Romney focused on outraising — by far — Republican presidential competitors
By Dan Eggen and T.W. Farnam,
Tim Pawlenty is heading back to Iowa this week. Newt Gingrich will deliver his first formal speech as a presidential candidate. Ron Paul was among the GOP hopefuls gathered in South Carolina for the first debate of the campaign, while others are testing the waters and weighing whether to run.
In the meantime, Mitt Romney has been quietly, steadily focused primarily on one thing: raising money.
The presumed Republican front-runner, who took a pass on the first party debate last Thursday, has spent his early weeks as an exploratory candidate soliciting pledges in hopes of amassing a war chest that would put him far ahead of his competitors, according to donors, advisers and others close to Romney’s team.
And much of that effort has been targeted at wealthy banking and corporate executives on Wall Street.
The strategy is aimed in part at taking advantage of Wall Street’s dramatic shift away from President Obama and other Democrats, who have angered many business leaders by passing new financial regulations and seeking to raise taxes on certain types of investment income. The approach also means that Romney probably would have far more money than any of his likely Republican primary challengers, none of whom has his deep connections to the financial world.
Romney easily beats other candidates, including Obama, in the proportion of money raised from the financial and banking industry, according to a Washington Post analysis of contribution data. During the 2010 cycle, $4 of every $10 in itemized donations to Romney’s main political action committee came from finance-related companies and their employees, for a total of $1.8 million, the data show.
The list of donors at Romney’s first presidential fundraiser, held April 12 at the Harvard Club of New York City, reads like a who’s who of the Wall Street elite, including Goldman Sachs bankers and independent financiers. Those attending the breakfast meeting included investment banker Lewis M. Eisenberg, who served as finance chairman for John McCain’s 2008 presidential campaign, and hedge-fund king John Paulson, who shattered records in 2010 by earning $5 billion in a single year.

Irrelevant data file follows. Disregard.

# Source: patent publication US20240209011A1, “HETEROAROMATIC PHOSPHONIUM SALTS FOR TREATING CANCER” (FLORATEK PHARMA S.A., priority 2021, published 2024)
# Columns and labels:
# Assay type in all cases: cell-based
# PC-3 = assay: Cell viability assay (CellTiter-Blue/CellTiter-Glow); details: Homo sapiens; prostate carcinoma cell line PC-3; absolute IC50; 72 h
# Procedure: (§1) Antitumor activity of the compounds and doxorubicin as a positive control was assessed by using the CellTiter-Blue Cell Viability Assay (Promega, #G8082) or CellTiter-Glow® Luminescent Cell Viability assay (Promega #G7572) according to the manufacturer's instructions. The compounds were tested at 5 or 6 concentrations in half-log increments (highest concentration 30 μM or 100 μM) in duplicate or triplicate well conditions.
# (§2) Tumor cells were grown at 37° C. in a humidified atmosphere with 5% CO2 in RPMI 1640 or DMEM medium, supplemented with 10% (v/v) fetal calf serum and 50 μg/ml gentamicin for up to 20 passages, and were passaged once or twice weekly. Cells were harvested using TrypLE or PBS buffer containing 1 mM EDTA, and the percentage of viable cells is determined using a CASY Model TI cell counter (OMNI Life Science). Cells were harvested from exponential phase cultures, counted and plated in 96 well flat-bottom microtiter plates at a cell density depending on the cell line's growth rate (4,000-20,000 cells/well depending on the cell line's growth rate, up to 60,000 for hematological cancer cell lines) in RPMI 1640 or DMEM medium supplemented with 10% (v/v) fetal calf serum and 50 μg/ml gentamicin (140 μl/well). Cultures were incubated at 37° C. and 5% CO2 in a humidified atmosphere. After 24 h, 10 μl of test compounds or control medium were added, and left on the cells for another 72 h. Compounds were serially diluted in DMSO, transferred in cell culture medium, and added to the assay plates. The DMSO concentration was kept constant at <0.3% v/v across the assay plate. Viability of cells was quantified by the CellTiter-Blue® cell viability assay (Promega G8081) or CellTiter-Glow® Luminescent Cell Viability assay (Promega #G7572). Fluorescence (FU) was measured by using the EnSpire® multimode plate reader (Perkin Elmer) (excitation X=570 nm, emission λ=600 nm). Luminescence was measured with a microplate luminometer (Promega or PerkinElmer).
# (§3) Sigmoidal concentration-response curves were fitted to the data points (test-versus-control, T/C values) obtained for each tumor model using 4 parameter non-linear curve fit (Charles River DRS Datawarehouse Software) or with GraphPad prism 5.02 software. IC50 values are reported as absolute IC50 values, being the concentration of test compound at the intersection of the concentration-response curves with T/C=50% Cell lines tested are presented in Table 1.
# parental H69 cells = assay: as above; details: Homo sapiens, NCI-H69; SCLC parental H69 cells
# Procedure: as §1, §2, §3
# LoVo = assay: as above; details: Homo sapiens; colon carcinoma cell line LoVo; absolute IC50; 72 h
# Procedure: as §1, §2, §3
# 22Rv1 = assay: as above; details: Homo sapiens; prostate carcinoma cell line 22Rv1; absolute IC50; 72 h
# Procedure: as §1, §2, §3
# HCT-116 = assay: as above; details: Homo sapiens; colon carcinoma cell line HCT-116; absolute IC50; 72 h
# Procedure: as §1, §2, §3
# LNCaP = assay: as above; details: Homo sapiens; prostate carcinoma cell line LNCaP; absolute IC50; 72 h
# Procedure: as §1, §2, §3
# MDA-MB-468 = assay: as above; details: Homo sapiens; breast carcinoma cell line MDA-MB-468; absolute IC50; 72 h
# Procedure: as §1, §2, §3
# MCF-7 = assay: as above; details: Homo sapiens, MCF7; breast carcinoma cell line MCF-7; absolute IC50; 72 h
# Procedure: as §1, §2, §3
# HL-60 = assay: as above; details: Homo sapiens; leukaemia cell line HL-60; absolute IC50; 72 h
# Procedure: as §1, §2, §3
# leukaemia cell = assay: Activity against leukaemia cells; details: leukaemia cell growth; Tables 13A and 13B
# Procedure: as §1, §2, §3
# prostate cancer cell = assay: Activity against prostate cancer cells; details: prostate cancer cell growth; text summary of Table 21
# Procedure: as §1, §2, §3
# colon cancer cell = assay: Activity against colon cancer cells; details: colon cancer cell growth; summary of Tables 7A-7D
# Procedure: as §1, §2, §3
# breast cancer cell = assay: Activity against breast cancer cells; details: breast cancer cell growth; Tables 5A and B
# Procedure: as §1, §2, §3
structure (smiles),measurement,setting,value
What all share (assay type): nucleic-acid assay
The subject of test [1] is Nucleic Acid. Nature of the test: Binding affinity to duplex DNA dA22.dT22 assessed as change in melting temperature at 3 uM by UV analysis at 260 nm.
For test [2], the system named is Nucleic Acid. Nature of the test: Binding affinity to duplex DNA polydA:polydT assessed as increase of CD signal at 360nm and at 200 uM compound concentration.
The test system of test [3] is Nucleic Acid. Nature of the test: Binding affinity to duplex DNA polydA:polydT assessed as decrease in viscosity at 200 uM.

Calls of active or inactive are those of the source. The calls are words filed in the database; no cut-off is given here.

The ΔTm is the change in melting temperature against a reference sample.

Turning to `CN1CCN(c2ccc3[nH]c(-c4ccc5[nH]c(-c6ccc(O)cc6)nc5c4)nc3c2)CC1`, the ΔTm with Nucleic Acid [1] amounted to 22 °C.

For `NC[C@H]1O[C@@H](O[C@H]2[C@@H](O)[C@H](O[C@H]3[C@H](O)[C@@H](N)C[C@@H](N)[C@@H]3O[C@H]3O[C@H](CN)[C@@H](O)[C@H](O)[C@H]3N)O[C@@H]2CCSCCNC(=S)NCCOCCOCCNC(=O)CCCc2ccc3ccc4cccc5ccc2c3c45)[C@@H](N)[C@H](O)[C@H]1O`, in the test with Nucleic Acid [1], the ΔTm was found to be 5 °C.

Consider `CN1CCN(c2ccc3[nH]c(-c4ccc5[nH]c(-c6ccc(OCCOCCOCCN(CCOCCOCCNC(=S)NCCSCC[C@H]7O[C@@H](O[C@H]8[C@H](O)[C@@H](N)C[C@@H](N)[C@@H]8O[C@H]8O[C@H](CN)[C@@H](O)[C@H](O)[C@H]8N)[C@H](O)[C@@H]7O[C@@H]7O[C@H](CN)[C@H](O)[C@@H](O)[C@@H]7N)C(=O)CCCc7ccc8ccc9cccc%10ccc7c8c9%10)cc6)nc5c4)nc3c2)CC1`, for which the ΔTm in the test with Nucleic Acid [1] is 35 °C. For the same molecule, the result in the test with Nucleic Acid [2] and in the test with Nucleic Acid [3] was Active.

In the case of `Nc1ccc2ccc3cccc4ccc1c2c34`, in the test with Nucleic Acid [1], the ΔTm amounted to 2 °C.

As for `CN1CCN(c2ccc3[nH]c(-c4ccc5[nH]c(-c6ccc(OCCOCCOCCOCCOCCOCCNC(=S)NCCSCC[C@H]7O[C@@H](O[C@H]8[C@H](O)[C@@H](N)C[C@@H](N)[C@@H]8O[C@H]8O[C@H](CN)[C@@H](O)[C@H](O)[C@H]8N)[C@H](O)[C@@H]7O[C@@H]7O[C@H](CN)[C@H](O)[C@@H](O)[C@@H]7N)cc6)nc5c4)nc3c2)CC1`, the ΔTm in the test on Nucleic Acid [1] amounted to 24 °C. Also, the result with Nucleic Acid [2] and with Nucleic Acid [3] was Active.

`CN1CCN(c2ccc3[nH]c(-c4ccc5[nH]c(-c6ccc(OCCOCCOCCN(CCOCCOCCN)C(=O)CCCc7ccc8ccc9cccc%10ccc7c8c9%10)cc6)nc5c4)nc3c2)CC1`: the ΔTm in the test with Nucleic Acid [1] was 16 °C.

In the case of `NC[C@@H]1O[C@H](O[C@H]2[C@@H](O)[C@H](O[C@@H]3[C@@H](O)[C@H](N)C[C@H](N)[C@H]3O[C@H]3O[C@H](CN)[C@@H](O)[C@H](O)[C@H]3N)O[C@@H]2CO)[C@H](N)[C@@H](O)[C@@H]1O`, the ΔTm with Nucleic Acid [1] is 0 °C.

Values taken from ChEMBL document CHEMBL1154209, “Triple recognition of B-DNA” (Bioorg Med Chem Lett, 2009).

The contributions fit with an emerging strategy by the Romney campaign to focus its message on the candidate’s long business career, including his roles as co-founder of Bain Capital, one of the nation’s largest private-equity firms, and as head of the profitable 2002 Winter Olympics in Salt Lake City. In announcing his exploratory committee last month, Romney said that “President Obama’s policies have failed” because of a lack of business experience.
“He and virtually all the people around him have never worked in the real economy,” the former Massachusetts governor said in a video message. “They just don’t know how jobs are created in the private sector. That’s where I spent my entire career.”
Another former Massachusetts governor, William Weld, who was host of the April 12 fundraiser, said Romney’s business background “comes across loud and clear when he meets with people in a fundraising context” and added: “He knows how to speak the language of people in the business community.”
But Romney’s connections to Wall Street also pose a clear political risk at a time when many Americans are recoiling at the record paydays in corporate boardrooms, made possible in part by taxpayer bailouts approved during the George W. Bush administration and continued under Obama.
Romney’s business experience — including his alleged role in forcing job losses at companies taken over by his Bain Capital fund — caused him political trouble in past campaigns, and Democrats have signaled an eagerness to revisit the topic. One senior Democratic Party official, who spoke on the condition of anonymity, said Romney’s “love affair with Wall Street” will be a key point of attack by the Obama campaign if he wins the GOP nomination.